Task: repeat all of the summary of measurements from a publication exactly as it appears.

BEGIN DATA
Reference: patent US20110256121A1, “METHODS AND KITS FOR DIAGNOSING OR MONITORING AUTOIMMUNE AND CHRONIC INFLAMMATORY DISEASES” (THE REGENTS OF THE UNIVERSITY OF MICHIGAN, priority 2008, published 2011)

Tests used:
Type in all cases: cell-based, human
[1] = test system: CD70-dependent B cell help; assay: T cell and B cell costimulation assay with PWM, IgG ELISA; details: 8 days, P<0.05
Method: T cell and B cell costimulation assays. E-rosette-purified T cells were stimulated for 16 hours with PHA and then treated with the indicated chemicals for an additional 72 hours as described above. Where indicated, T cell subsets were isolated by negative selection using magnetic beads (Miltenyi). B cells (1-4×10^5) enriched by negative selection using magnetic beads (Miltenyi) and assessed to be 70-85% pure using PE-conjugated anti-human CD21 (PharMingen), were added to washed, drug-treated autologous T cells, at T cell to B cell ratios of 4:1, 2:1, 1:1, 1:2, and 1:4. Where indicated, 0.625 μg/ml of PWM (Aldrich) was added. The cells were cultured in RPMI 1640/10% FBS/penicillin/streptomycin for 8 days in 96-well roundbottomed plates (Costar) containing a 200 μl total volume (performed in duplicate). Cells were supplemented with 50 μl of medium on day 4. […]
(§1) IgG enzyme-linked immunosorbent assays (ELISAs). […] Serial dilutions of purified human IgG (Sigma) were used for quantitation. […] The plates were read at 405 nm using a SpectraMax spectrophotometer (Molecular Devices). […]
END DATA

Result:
Reference: patent US20110256121A1, “METHODS AND KITS FOR DIAGNOSING OR MONITORING AUTOIMMUNE AND CHRONIC INFLAMMATORY DISEASES” (THE REGENTS OF THE UNIVERSITY OF MICHIGAN, priority 2008, published 2011)

Tests used:
Type in all cases: cell-based, human
[1] = test system: CD70-dependent B cell help; assay: T cell and B cell costimulation assay with PWM, IgG ELISA; details: 8 days, P<0.05
Method: T cell and B cell costimulation assays. E-rosette-purified T cells were stimulated for 16 hours with PHA and then treated with the indicated chemicals for an additional 72 hours as described above. Where indicated, T cell subsets were isolated by negative selection using magnetic beads (Miltenyi). B cells (1-4×10^5) enriched by negative selection using magnetic beads (Miltenyi) and assessed to be 70-85% pure using PE-conjugated anti-human CD21 (PharMingen), were added to washed, drug-treated autologous T cells, at T cell to B cell ratios of 4:1, 2:1, 1:1, 1:2, and 1:4. Where indicated, 0.625 μg/ml of PWM (Aldrich) was added. The cells were cultured in RPMI 1640/10% FBS/penicillin/streptomycin for 8 days in 96-well roundbottomed plates (Costar) containing a 200 μl total volume (performed in duplicate). Cells were supplemented with 50 μl of medium on day 4. […]
(§1) IgG enzyme-linked immunosorbent assays (ELISAs). […] Serial dilutions of purified human IgG (Sigma) were used for quantitation. […] The plates were read at 405 nm using a SpectraMax spectrophotometer (Molecular Devices). […]